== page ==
International Style (1922-1970)

The term “International Style” described a kind of design that spreaded mainly in Germany, Holland and France.

Cover of The International Style by Henry-Russell Hitchcock and Philip Johnson
Cover of The International Style by Henry-Russell Hitchcock and Philip Johnson.

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International Style Characteristics

The typical features of International Style structures include linear forms, plane surfaces that are completely without ornamentation and open, even fluid, inner spaces. This form of minimalism had a singular “modern look”, improved by its employement of modern materials, including glass for the facade, steel for exterior support, and concrete for interior supports and floors.


S. R. Crown Hall.
S. R. Crown Hall.

Image source: https://en.wikipedia.org/wiki/S._R._Crown_Hall

Moma Exhibition

Model of Le Corbusier’s Villa Savoye from Modern Architecture: International Exhibition
Model of Le Corbusier’s Villa Savoye from Modern Architecture: International Exhibition.

The “Modern Architecture: International Exhibition” is the name of an exhibition that opened in 1932 at the Museum of Modern Art in New York City. Curated by Philip Johnson and Henry-Russell Hitchcock, the exhibition presented a new architectural style featured with simplified geometries and a lack of ornamentation, the so-called International Style.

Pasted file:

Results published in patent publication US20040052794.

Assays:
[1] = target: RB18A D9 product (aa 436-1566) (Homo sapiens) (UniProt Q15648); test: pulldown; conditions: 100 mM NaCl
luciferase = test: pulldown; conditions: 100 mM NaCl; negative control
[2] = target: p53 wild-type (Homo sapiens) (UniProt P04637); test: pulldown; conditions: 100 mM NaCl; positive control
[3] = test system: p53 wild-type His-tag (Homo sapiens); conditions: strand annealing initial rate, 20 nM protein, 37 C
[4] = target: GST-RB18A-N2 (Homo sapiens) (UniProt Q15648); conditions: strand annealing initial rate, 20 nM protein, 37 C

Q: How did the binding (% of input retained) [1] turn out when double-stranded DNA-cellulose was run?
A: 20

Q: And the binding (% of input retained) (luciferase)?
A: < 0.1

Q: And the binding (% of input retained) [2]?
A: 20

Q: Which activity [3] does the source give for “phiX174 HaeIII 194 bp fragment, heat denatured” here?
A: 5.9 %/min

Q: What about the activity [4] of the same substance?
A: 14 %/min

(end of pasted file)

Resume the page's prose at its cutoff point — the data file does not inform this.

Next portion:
Image source: https://www.archdaily.com/page/2414?ATTACHMENT_ID=280100

International Style Architects

Important figures of the International Style were brilliant and innovative architects:

1. Charles-Édouard Jeanneret, known as Le Corbusier, was an architect belonging to the first generation of the International school. Hismost famous work of International style was Villa Savoye. It was designed addressing  emblematic “Five Points” of Le Corbusier, the basic tenets in new architectural aesthetic:

  1. Support of ground-level pilotis, to elevate the structure;
  2. Functional roof, to stay in contact with nature;
  3. Free floor plan;
  4. Long horizontal windows;
  5. Freely-designed facades;
Villa Savoye in Poissy,Paris, France.
Villa Savoye in Poissy,Paris, France.

Image source: http://homez.design/DetailsExplorer/IdeaPhotoDetails/3503

2. Richard Neutra was born in Vienna in 1892 and studied at the Technische Hochschule  from 1911 to 1917. He can be defined as one of the most important architects of the time. His project for the Lovell (Health) House, with balconies sustained by steel cables from the roof structure. The open-web skeleton was taken to the steep hillside by truck. Neutra’s way of creating designs was geometric and simple, and was always aware of the site and its potentiality.

Lovell (Health) House (1929), Los Angeles
Lovell (Health) House (1929), Los Angeles.

Image source: https://www.archdaily.com/104713/ad-classics-lovell-house-richard-neutra/5037fa6128ba0d599b000754-ad-classics-lovell-house-richard-neutra-photo

Info source: https://www.britannica.com/art/International-Style-architecture

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